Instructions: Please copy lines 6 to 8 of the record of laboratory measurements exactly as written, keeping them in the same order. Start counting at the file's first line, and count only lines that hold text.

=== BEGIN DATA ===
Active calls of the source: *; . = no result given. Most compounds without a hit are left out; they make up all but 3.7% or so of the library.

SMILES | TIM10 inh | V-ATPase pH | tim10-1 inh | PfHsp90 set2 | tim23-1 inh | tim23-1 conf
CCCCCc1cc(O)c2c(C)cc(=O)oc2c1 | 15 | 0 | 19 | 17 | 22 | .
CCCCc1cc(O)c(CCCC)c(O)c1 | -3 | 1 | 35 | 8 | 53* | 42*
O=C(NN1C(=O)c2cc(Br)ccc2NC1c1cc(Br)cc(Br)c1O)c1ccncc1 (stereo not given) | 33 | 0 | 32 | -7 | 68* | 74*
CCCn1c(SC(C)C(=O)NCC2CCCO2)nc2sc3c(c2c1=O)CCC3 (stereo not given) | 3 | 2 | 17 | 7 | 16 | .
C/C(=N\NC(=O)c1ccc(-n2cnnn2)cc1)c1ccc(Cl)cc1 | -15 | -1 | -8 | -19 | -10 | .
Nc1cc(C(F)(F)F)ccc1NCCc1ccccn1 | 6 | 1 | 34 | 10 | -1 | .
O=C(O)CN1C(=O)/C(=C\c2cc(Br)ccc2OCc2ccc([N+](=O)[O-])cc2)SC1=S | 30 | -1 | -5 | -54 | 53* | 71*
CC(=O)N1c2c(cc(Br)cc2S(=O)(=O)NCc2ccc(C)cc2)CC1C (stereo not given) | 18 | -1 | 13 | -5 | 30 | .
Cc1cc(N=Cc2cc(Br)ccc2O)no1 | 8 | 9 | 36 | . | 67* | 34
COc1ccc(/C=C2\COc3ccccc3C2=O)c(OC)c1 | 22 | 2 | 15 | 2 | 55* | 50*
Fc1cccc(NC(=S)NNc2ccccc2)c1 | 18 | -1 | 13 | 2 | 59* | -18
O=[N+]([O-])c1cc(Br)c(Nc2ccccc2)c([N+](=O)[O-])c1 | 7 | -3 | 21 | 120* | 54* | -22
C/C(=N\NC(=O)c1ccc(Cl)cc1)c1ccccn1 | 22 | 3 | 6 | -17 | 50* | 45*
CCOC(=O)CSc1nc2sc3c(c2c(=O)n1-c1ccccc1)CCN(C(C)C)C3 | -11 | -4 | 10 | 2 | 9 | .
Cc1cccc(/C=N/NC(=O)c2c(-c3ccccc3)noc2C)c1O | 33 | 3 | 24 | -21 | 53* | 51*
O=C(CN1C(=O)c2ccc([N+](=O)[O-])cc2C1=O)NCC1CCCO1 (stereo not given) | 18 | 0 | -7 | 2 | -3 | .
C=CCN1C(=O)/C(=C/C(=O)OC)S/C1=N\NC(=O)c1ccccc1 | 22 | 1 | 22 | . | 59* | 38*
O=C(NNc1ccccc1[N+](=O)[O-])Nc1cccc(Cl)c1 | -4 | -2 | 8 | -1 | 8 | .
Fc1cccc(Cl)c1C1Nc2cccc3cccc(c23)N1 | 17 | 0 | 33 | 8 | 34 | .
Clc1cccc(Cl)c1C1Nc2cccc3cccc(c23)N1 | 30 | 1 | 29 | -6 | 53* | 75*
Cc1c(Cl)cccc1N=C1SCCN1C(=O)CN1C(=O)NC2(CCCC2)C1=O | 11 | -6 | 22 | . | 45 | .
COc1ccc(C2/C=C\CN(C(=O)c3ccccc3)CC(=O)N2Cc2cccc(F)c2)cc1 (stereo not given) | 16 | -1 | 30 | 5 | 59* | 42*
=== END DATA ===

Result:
CCCn1c(SC(C)C(=O)NCC2CCCO2)nc2sc3c(c2c1=O)CCC3 (stereo not given) | 3 | 2 | 17 | 7 | 16 | .
C/C(=N\NC(=O)c1ccc(-n2cnnn2)cc1)c1ccc(Cl)cc1 | -15 | -1 | -8 | -19 | -10 | .
Nc1cc(C(F)(F)F)ccc1NCCc1ccccn1 | 6 | 1 | 34 | 10 | -1 | .